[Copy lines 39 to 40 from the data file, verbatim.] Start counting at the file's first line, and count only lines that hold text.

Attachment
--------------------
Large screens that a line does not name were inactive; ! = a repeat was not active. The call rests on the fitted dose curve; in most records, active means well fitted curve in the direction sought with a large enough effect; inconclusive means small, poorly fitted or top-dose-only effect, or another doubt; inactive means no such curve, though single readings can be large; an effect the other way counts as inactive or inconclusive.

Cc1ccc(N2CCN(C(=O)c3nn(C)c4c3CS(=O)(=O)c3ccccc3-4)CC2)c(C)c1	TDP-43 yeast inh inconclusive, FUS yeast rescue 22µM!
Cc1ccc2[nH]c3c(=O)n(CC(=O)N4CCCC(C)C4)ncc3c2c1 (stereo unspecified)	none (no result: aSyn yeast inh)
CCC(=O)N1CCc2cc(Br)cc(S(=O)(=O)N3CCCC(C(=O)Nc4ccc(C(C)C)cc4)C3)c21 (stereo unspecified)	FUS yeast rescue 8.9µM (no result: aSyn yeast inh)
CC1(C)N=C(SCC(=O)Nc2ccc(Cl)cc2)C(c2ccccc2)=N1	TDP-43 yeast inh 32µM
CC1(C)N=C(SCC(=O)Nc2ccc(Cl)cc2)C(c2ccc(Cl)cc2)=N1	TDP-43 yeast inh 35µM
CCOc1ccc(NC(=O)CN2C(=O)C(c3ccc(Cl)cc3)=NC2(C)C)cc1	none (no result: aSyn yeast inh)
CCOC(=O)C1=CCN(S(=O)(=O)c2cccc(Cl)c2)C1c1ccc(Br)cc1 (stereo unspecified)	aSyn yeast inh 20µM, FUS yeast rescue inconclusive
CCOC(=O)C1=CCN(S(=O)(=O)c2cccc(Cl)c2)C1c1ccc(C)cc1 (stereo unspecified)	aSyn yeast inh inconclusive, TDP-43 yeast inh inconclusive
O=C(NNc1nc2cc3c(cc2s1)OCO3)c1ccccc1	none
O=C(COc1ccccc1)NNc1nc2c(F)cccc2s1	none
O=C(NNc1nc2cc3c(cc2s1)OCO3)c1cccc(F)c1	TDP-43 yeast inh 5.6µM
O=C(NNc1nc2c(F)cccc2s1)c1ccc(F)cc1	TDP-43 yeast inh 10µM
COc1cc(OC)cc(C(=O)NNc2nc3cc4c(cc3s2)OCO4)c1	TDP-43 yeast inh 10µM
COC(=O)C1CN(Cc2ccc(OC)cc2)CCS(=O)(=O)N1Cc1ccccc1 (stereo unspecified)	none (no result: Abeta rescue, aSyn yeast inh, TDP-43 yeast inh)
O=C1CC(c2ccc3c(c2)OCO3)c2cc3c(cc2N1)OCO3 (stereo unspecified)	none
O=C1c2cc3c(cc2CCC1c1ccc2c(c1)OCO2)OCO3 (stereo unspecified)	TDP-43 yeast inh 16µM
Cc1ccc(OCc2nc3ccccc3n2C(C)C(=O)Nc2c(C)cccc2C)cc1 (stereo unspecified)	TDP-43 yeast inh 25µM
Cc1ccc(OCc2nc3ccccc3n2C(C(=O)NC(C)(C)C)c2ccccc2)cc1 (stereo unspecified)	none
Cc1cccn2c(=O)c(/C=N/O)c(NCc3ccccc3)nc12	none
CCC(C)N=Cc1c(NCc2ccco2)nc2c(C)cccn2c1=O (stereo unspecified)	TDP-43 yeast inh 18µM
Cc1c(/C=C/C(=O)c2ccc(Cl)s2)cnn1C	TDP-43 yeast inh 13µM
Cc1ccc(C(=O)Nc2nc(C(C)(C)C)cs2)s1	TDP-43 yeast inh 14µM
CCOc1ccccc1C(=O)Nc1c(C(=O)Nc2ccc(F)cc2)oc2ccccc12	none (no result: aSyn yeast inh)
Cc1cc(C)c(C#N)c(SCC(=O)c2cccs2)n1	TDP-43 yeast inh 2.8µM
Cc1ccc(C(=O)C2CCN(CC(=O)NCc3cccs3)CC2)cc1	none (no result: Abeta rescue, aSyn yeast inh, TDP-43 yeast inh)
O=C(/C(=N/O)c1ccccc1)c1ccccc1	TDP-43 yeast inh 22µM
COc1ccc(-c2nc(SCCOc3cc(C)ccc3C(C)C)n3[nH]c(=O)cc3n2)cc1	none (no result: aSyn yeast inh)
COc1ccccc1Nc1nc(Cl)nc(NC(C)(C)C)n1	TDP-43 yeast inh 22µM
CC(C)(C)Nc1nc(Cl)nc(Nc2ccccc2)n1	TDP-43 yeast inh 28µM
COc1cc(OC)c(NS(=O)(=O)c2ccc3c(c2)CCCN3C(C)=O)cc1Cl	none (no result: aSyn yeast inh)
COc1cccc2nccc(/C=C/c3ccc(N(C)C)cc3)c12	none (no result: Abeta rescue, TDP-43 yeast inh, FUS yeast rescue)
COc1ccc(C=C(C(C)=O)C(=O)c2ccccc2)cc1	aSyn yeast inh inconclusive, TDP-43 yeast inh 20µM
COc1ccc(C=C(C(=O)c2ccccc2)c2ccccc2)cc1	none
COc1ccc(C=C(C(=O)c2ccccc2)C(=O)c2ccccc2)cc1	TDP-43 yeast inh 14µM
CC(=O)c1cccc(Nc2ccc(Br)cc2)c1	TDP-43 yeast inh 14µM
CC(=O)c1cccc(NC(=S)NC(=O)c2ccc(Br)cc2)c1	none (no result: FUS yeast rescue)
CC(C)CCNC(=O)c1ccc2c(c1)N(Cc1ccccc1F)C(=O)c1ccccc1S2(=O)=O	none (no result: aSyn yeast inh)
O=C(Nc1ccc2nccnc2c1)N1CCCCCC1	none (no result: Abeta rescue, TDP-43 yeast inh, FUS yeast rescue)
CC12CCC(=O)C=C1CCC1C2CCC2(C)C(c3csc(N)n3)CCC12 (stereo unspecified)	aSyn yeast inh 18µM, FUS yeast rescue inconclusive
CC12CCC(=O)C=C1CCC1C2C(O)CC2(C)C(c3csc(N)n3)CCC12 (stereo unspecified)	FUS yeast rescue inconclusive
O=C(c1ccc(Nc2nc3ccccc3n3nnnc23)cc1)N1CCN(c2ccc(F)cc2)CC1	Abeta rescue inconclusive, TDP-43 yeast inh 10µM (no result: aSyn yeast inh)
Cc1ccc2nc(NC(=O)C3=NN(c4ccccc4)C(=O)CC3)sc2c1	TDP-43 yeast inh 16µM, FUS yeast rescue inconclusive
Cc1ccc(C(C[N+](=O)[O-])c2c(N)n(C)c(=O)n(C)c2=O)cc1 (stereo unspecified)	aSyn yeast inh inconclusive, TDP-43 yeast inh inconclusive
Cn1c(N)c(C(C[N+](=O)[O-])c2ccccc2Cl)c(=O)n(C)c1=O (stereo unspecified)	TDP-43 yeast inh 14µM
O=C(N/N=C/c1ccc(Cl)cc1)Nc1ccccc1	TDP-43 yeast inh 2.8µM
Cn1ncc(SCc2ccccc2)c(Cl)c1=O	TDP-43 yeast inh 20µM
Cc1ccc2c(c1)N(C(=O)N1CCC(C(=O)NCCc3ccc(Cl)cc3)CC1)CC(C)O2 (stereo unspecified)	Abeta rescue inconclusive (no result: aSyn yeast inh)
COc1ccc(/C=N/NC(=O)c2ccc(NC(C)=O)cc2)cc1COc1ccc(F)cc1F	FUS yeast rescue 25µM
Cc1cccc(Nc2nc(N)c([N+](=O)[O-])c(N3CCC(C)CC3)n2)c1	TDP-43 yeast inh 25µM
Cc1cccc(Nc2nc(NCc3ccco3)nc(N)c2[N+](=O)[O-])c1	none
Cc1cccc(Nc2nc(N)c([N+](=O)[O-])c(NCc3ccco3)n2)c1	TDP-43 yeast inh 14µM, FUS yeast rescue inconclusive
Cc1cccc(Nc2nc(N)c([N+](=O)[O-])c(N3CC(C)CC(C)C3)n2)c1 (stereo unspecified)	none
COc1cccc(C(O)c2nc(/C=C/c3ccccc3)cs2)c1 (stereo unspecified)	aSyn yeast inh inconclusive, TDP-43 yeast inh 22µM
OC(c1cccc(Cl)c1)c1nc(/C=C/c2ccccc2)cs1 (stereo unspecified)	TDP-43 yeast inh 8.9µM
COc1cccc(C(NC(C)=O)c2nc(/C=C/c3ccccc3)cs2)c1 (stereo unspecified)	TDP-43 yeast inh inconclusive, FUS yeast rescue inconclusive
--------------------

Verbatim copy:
O=C(Nc1ccc2nccnc2c1)N1CCCCCC1	none (no result: Abeta rescue, TDP-43 yeast inh, FUS yeast rescue)
CC12CCC(=O)C=C1CCC1C2CCC2(C)C(c3csc(N)n3)CCC12 (stereo unspecified)	aSyn yeast inh 18µM, FUS yeast rescue inconclusive